• My question is why the wave function the way it is as opposed to something else
    – user62907
    Sep 15, 2023 at 11:24
  • Good question. Nobody really knows. There are endless arguments about 'what's really going on under the surface' in QM. The wave function itself is a solution to an equation proposed a century ago, which is clearly just a model of what's going on, fudging a lot of the complexities. For example, when you solve the equation for an electron in a solid, you typically adopt the 'one electron approximation' in which the interactions with the trillions of other electrons in the solid are treated as a classical background potential... Sep 15, 2023 at 13:02
  • ... which is clearly not what happens in reality, but nonetheless it gives answers that closely match experimental results. Sep 15, 2023 at 13:03

When we say Quantum Mechanics is non-deterministic, that has a technical meaning. Specifically, it does not mean that reality is absurd and there are no rules. What is meant by that statement is that the state of a system can, in general, only probabilistically predict the outcome of measurements. Hence, the outcome cannot be predicted or determined with certainty. That is all what "non-determinism" means here, no more, no less.

The universe still follows a very strict set of rules in Quantum Mechanics. For e.g. the future state of a system, in absence of measurements, can be predicted deterministically. And the probabilities of measuring outcomes can be calculated deterministically using the Born rule. This means that, while you cannot predict the outcome of a single measurement, you can make predictions for a repeated set of measurements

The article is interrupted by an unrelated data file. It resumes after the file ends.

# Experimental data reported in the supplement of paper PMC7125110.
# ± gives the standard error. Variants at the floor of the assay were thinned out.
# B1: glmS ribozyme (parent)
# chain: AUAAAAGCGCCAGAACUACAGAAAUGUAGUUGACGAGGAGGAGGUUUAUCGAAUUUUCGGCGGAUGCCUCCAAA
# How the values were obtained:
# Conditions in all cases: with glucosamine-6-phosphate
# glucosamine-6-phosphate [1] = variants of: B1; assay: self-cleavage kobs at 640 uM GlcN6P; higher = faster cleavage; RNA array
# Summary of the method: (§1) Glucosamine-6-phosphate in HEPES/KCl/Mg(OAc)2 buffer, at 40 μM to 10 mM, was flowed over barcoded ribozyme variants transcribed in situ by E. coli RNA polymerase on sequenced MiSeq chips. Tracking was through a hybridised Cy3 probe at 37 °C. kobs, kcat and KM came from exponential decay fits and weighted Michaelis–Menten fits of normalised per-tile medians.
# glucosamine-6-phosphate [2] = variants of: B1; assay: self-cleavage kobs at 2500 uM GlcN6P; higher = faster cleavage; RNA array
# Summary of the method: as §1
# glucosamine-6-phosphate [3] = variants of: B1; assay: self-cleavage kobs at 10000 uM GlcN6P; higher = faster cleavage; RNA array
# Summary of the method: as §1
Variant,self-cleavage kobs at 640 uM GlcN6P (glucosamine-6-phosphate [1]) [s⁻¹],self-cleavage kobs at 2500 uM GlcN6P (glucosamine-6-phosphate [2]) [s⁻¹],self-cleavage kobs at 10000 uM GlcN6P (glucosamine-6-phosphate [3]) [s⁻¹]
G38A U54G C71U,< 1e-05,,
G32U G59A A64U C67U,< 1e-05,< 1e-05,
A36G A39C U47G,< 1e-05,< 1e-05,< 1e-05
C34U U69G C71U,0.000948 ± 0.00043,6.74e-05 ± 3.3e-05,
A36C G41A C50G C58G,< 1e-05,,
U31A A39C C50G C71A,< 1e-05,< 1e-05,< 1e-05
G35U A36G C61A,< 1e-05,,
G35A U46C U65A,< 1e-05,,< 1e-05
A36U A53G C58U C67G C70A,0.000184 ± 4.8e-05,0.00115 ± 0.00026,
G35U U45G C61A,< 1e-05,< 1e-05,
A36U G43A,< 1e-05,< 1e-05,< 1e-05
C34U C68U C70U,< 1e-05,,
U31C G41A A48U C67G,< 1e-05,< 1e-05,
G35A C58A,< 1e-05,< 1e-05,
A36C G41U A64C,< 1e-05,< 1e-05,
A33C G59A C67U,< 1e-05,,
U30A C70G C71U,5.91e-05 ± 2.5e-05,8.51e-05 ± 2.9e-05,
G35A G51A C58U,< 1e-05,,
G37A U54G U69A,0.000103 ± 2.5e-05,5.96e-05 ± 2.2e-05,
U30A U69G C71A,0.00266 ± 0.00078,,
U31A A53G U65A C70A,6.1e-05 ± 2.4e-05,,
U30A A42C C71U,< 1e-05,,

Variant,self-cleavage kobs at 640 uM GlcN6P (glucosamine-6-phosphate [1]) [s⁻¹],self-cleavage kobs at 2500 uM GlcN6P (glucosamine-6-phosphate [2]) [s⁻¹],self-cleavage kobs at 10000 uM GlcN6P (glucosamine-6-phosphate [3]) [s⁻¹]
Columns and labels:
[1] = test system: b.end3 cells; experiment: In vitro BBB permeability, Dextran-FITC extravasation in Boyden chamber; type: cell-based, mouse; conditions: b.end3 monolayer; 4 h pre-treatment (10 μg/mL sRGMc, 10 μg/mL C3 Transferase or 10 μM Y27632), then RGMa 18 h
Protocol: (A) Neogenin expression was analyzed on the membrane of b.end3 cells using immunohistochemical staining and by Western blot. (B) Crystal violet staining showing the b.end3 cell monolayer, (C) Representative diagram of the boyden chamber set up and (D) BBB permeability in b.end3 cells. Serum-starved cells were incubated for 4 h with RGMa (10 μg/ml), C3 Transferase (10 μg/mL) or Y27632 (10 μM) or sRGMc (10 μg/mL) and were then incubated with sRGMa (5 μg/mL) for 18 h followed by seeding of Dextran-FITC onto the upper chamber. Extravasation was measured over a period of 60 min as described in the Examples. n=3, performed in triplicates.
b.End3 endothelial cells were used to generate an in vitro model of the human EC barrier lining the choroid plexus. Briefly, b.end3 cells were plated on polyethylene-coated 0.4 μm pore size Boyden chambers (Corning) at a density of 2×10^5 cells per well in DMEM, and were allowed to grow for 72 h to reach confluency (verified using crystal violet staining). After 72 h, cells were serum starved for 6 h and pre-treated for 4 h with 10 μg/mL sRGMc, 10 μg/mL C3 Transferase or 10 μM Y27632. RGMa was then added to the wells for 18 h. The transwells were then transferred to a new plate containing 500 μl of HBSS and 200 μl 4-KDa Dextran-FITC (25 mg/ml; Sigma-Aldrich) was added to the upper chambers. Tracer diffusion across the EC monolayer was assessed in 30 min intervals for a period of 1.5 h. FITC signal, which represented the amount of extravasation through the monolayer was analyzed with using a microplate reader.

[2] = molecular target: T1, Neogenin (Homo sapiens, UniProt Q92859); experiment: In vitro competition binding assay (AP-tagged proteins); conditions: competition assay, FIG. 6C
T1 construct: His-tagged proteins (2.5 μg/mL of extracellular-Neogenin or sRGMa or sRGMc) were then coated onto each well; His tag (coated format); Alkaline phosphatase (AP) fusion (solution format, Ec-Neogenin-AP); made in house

But if, say, these things were unpredictable and happening for no reason, why does the Born’s rule exist in the first place?

Again, you have to interpret "non-determinism" in Quantum Mechanics with its specific meaning : the outcome of a single measurement cannot, in general, be predicted. QM is not saying that things are happening for no reason and that there are no rules.


Things do not happen without a reason. Every event has a cause.

Determinism means that the cause determines the effect with absolute accuracy. There is nothing else affecting the effect, besides the cause.

Reality does not work that way. In reality the cause determines only the probability distribution that the effect will follow. In most cases at quantum scale the probability distribution is the traditional bell curve. The average value has the highest probability. Large numbers of quantum events behave on the average almost as predicted by deterministic laws. Almost, but never quite.

  • This does not completely explain. When push comes to shove, and nature needs to pick something from the probability curve, how does it do that. As you say, Things do not happen without a reason. Every event has a cause. So what's the reason and cause of that certain probability being 'picked'?
    – Tvde1
    Sep 15, 2023 at 11:35
  • There is no reason why that certain outcome occurs. That is the very point of probabilistic events: They cannot be predicted from previously existing data. The outcome is not knowable before the event occurs. Each probabilistic event creates new information, increase universal complexity and entropy and define the arrow of time. Sep 15, 2023 at 11:56

You're asking why the math behind reality has certain values and not others. The simple answer is often, if it didn't work out like that, there might not be the possibility for part of existence to ask such questions. Maybe these values are random also and there are other realities where things don't last long enough for life to evolve.